The Battle of the Alamo was a pivotal event in the Texas Revolution that took place from February 23 to March 6, 1836, in San Antonio, Texas.
In the early 1800s, Texas was a part of Mexico, and many American settlers moved to the area.
In December 1835, a group of Texan rebels took control of the Alamo, a former mission in San Antonio.
The Texan rebels, led by William Barret Travis, Davy Crockett, and Jim Bowie, began fortifying the Alamo.
In February 1836, Mexican General Antonio López de Santa Anna led a large army of Mexican soldiers to San Antonio and began a siege of the Alamo.
Despite being vastly outnumbered, the Texan rebels refused to surrender and continued to hold out against the Mexican army.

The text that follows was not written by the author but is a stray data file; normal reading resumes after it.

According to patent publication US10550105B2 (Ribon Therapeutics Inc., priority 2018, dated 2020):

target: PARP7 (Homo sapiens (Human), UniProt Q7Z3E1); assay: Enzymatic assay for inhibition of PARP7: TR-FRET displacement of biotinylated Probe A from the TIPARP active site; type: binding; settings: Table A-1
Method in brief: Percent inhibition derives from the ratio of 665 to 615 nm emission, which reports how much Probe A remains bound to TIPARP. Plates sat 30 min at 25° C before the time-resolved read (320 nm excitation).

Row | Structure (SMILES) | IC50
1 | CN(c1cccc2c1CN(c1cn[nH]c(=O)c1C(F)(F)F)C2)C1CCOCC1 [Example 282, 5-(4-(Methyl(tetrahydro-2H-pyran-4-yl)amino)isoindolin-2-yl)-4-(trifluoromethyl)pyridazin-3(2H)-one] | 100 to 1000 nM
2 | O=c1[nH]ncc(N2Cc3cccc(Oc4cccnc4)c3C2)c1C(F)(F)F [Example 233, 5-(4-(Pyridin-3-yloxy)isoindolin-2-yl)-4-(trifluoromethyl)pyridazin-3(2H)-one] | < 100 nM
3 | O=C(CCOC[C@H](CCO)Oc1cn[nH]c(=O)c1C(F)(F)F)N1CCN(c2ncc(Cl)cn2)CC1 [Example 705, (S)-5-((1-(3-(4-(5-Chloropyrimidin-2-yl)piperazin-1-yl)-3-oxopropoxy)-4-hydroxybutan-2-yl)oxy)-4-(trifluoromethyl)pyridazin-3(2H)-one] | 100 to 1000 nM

On March 6, 1836, Santa Anna's army stormed the Alamo and overran the Texan defenders.
Texan forces led by Sam Houston defeated Santa Anna's army at the Battle of San Jacinto, securing Texas's independence from Mexico.
Today, the Alamo is a popular tourist attraction and museum, preserving the history of the Battle of the Alamo and the Texas Revolution
The battle has become a symbol of courage and sacrifice in Texas history and is celebrated each year on March 6, as Texas Independence Day.